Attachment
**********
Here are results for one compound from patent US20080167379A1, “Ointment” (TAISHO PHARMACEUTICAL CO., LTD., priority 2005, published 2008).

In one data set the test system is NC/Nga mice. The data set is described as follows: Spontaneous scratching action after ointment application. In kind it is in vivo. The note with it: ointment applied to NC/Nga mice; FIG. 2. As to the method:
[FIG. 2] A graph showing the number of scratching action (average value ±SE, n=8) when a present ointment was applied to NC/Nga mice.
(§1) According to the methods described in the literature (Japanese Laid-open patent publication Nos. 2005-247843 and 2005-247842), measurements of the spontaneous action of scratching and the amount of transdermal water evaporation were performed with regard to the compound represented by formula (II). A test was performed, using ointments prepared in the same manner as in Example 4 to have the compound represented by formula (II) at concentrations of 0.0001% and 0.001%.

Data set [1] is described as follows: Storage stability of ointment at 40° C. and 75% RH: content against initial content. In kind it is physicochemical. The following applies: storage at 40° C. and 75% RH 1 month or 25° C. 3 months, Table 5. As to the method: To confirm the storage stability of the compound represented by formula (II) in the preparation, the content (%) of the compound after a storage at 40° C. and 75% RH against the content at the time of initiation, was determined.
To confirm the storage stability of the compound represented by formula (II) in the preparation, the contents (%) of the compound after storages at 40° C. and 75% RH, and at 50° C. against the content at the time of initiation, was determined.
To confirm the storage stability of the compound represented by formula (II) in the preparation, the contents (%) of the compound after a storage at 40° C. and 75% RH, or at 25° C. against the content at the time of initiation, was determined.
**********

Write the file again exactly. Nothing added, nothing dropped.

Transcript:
Here are results for one compound from patent US20080167379A1, “Ointment” (TAISHO PHARMACEUTICAL CO., LTD., priority 2005, published 2008).

In one data set the test system is NC/Nga mice. The data set is described as follows: Spontaneous scratching action after ointment application. In kind it is in vivo. The note with it: ointment applied to NC/Nga mice; FIG. 2. As to the method:
[FIG. 2] A graph showing the number of scratching action (average value ±SE, n=8) when a present ointment was applied to NC/Nga mice.
(§1) According to the methods described in the literature (Japanese Laid-open patent publication Nos. 2005-247843 and 2005-247842), measurements of the spontaneous action of scratching and the amount of transdermal water evaporation were performed with regard to the compound represented by formula (II). A test was performed, using ointments prepared in the same manner as in Example 4 to have the compound represented by formula (II) at concentrations of 0.0001% and 0.001%.

Data set [1] is described as follows: Storage stability of ointment at 40° C. and 75% RH: content against initial content. In kind it is physicochemical. The following applies: storage at 40° C. and 75% RH 1 month or 25° C. 3 months, Table 5. As to the method: To confirm the storage stability of the compound represented by formula (II) in the preparation, the content (%) of the compound after a storage at 40° C. and 75% RH against the content at the time of initiation, was determined.
To confirm the storage stability of the compound represented by formula (II) in the preparation, the contents (%) of the compound after storages at 40° C. and 75% RH, and at 50° C. against the content at the time of initiation, was determined.
To confirm the storage stability of the compound represented by formula (II) in the preparation, the contents (%) of the compound after a storage at 40° C. and 75% RH, or at 25° C. against the content at the time of initiation, was determined.